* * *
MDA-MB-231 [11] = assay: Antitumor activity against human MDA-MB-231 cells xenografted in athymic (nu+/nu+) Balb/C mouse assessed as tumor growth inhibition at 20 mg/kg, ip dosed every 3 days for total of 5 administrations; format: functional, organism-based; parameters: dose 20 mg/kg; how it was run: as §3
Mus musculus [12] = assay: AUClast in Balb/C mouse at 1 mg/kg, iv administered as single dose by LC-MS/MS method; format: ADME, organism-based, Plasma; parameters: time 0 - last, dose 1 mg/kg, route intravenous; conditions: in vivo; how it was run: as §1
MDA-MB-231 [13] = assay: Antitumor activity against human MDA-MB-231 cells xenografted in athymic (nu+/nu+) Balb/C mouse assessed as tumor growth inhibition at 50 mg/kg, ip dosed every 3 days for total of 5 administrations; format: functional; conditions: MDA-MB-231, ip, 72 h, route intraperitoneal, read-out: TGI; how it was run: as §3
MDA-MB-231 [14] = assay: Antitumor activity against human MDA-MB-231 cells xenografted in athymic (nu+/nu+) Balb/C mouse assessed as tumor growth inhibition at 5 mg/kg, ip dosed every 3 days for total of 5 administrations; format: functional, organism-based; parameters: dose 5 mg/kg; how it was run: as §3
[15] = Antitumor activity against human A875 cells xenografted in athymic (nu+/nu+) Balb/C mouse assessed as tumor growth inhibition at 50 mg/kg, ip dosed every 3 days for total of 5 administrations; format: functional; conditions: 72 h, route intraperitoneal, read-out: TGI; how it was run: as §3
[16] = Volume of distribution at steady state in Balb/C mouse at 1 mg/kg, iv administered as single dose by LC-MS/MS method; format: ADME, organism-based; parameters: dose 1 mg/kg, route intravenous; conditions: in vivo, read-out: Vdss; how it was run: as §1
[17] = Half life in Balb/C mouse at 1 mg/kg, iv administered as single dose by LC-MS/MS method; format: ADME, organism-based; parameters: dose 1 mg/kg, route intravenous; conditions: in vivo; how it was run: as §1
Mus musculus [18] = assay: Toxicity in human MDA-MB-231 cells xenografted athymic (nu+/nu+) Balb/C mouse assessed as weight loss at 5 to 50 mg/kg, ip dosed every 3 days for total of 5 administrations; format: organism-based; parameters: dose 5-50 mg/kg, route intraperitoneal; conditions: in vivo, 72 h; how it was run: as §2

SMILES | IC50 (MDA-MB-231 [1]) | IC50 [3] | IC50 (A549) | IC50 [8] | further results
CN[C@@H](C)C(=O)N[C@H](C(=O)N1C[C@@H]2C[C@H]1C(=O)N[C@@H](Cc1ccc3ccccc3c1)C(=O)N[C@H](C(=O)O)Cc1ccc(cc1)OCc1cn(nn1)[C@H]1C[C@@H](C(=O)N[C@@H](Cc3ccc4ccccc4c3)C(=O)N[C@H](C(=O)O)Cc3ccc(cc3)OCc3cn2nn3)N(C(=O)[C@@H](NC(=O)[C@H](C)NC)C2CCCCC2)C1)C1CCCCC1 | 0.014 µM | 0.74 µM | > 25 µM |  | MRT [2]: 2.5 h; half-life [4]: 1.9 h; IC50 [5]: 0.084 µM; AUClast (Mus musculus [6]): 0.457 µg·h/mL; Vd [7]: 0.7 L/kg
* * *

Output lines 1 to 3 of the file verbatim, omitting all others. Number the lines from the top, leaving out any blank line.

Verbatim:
MDA-MB-231 [11] = assay: Antitumor activity against human MDA-MB-231 cells xenografted in athymic (nu+/nu+) Balb/C mouse assessed as tumor growth inhibition at 20 mg/kg, ip dosed every 3 days for total of 5 administrations; format: functional, organism-based; parameters: dose 20 mg/kg; how it was run: as §3
Mus musculus [12] = assay: AUClast in Balb/C mouse at 1 mg/kg, iv administered as single dose by LC-MS/MS method; format: ADME, organism-based, Plasma; parameters: time 0 - last, dose 1 mg/kg, route intravenous; conditions: in vivo; how it was run: as §1
MDA-MB-231 [13] = assay: Antitumor activity against human MDA-MB-231 cells xenografted in athymic (nu+/nu+) Balb/C mouse assessed as tumor growth inhibition at 50 mg/kg, ip dosed every 3 days for total of 5 administrations; format: functional; conditions: MDA-MB-231, ip, 72 h, route intraperitoneal, read-out: TGI; how it was run: as §3